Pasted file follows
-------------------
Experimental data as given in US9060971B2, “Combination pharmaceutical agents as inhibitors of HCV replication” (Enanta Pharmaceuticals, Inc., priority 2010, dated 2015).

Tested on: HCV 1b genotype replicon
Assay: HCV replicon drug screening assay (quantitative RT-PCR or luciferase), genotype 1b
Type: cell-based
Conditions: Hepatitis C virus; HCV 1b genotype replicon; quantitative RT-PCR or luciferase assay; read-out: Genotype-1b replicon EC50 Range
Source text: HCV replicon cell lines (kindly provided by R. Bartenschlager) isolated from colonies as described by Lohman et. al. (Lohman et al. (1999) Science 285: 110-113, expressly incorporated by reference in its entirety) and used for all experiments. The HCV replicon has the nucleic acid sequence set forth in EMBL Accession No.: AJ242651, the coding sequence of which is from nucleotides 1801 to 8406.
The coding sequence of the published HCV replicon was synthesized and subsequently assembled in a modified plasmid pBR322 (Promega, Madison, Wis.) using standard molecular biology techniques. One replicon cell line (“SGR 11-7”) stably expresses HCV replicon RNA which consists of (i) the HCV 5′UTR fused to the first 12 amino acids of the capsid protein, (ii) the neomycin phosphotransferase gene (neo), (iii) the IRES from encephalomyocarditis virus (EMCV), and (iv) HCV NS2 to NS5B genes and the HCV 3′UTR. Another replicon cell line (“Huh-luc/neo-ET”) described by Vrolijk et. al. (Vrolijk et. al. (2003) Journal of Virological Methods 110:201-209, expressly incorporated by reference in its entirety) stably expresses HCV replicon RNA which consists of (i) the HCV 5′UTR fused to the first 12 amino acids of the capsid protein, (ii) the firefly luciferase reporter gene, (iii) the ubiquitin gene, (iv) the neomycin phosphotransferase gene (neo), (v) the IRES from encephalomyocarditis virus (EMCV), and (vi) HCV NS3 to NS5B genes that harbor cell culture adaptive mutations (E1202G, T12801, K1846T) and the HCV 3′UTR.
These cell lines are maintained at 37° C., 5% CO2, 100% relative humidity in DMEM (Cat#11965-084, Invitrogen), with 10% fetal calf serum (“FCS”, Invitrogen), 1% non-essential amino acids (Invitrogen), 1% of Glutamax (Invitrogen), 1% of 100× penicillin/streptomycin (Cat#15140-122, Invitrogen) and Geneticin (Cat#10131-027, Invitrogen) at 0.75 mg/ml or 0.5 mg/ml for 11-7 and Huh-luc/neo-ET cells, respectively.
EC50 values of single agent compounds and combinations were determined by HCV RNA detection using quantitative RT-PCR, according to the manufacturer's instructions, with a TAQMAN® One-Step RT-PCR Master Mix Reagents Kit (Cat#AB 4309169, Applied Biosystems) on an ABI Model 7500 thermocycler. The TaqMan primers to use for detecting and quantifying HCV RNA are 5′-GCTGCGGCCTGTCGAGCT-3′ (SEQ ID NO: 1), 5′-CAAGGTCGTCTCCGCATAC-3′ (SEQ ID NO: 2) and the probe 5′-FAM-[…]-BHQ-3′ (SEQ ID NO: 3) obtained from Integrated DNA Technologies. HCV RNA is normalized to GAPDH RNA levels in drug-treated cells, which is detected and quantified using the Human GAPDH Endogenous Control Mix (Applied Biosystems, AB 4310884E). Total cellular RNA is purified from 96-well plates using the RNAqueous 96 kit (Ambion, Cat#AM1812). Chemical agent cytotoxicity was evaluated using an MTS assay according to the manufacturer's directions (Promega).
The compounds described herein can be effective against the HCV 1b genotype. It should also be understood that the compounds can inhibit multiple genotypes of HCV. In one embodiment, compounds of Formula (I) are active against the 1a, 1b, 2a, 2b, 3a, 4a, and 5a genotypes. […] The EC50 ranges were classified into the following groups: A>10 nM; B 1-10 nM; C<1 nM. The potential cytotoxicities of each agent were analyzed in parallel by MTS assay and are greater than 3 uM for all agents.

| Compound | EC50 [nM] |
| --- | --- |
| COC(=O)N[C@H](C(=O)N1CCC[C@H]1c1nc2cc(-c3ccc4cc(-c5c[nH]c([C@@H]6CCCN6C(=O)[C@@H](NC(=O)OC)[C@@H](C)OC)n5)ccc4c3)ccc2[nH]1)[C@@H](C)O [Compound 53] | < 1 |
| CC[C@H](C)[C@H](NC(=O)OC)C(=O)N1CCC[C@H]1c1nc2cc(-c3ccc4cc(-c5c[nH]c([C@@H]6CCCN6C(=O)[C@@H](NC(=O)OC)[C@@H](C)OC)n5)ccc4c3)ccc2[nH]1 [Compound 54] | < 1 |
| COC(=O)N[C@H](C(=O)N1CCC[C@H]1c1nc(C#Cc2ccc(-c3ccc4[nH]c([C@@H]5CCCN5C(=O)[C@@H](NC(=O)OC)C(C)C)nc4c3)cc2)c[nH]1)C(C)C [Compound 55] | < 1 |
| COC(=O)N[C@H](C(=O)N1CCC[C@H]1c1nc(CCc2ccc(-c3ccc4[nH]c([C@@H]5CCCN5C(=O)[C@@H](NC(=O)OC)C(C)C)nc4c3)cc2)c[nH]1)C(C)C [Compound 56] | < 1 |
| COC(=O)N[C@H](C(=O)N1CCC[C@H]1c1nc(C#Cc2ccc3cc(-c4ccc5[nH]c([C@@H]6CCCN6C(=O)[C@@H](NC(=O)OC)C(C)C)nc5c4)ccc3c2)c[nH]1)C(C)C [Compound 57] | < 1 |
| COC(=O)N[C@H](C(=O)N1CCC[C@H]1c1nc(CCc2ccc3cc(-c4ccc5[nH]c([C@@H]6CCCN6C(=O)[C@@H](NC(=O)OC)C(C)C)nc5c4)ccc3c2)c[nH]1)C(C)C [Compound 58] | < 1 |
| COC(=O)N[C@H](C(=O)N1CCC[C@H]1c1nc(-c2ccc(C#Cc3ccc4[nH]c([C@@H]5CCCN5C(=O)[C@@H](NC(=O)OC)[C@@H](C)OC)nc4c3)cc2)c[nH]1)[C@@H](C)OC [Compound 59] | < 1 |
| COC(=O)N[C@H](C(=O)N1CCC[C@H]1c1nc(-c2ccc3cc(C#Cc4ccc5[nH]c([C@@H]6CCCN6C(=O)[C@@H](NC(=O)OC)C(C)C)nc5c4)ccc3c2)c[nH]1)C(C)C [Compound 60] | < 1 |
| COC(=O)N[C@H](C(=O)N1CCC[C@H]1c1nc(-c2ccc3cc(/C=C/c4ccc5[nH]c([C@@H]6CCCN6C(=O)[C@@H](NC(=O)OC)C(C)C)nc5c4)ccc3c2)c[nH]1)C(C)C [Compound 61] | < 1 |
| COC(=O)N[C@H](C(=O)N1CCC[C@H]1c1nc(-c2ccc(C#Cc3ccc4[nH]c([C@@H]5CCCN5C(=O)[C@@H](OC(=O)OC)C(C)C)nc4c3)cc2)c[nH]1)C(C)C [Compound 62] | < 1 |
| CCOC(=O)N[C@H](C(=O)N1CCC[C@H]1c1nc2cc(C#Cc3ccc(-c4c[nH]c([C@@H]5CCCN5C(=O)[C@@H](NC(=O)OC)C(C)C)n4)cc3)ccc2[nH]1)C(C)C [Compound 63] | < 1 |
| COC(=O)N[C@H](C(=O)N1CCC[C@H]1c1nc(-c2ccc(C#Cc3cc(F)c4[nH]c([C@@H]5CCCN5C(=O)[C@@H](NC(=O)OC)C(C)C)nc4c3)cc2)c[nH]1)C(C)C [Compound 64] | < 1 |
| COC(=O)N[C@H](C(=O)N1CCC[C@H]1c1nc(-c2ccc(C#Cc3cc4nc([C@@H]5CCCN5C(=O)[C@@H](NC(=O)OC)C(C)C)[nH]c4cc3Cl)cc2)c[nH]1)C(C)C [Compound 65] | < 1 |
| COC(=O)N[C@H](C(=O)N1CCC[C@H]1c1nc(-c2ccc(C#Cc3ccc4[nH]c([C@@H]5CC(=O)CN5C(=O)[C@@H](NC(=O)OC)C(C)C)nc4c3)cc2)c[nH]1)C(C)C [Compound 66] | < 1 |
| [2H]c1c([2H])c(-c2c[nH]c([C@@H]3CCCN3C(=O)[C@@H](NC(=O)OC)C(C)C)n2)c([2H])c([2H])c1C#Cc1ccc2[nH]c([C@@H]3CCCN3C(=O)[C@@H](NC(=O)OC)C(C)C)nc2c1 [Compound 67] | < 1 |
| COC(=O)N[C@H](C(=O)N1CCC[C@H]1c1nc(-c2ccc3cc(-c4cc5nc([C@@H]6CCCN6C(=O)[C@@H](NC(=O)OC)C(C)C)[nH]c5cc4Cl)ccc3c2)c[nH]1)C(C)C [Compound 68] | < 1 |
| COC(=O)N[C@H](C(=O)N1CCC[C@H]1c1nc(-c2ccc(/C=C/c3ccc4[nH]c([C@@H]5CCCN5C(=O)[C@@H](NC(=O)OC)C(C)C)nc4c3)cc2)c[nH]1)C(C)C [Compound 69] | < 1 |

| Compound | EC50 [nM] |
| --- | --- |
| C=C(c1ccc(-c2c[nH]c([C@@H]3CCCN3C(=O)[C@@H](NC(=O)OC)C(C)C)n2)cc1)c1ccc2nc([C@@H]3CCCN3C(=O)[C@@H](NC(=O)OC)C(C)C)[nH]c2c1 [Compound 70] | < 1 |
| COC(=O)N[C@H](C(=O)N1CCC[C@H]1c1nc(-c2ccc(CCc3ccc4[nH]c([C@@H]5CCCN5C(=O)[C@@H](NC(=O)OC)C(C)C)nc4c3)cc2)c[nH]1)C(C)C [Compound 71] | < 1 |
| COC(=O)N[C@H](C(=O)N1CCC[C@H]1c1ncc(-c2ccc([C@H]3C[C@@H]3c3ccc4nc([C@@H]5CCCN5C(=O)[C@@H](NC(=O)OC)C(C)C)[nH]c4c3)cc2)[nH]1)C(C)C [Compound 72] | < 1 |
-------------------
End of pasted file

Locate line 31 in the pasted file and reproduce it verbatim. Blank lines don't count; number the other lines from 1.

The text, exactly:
| --- | --- |